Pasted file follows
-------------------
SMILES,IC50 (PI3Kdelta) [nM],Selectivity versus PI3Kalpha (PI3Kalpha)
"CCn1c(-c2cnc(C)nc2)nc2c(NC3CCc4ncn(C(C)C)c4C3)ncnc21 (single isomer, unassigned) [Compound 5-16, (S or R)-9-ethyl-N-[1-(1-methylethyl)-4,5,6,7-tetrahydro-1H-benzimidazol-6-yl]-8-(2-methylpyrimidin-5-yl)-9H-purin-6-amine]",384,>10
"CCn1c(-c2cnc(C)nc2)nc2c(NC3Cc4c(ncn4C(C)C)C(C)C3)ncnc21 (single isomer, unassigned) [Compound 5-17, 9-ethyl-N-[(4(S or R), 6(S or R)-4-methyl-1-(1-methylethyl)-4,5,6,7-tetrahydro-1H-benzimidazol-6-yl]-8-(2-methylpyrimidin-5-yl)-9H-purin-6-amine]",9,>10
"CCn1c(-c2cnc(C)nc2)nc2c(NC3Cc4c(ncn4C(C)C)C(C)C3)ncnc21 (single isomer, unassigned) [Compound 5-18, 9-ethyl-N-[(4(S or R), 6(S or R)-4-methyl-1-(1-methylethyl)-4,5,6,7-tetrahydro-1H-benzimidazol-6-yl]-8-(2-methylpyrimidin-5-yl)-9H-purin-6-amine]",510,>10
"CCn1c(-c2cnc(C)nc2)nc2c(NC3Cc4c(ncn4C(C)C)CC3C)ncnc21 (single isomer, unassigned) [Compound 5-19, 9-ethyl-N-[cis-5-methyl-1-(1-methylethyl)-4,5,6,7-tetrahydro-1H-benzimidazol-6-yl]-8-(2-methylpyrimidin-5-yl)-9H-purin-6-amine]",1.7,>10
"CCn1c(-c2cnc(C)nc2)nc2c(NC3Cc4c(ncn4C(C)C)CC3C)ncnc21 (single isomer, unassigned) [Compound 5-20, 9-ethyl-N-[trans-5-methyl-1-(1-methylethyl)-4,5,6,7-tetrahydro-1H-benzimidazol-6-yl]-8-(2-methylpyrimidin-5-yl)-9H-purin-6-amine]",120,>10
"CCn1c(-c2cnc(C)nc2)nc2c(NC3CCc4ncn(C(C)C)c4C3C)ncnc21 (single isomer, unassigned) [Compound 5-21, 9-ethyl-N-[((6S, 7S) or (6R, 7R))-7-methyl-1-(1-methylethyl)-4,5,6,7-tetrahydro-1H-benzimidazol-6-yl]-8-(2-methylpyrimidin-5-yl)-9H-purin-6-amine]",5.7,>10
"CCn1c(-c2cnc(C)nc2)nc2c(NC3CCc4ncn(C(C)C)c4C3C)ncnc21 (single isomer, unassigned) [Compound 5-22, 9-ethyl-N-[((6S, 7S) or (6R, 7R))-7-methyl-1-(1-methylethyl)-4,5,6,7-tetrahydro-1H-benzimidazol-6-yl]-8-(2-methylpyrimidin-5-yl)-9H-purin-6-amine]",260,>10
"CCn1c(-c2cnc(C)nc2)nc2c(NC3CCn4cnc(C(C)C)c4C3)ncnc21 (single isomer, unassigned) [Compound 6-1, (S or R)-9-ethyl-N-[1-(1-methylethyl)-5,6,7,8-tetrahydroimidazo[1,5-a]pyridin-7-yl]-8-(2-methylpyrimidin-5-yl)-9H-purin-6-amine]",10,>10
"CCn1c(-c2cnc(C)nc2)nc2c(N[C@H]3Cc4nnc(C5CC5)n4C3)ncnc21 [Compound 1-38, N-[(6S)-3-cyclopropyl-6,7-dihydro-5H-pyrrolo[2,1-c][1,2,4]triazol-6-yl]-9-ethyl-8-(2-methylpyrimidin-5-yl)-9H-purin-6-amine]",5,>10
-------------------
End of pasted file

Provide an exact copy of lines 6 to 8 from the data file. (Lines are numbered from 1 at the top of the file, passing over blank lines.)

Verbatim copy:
"CCn1c(-c2cnc(C)nc2)nc2c(NC3Cc4c(ncn4C(C)C)CC3C)ncnc21 (single isomer, unassigned) [Compound 5-20, 9-ethyl-N-[trans-5-methyl-1-(1-methylethyl)-4,5,6,7-tetrahydro-1H-benzimidazol-6-yl]-8-(2-methylpyrimidin-5-yl)-9H-purin-6-amine]",120,>10
"CCn1c(-c2cnc(C)nc2)nc2c(NC3CCc4ncn(C(C)C)c4C3C)ncnc21 (single isomer, unassigned) [Compound 5-21, 9-ethyl-N-[((6S, 7S) or (6R, 7R))-7-methyl-1-(1-methylethyl)-4,5,6,7-tetrahydro-1H-benzimidazol-6-yl]-8-(2-methylpyrimidin-5-yl)-9H-purin-6-amine]",5.7,>10
"CCn1c(-c2cnc(C)nc2)nc2c(NC3CCc4ncn(C(C)C)c4C3C)ncnc21 (single isomer, unassigned) [Compound 5-22, 9-ethyl-N-[((6S, 7S) or (6R, 7R))-7-methyl-1-(1-methylethyl)-4,5,6,7-tetrahydro-1H-benzimidazol-6-yl]-8-(2-methylpyrimidin-5-yl)-9H-purin-6-amine]",260,>10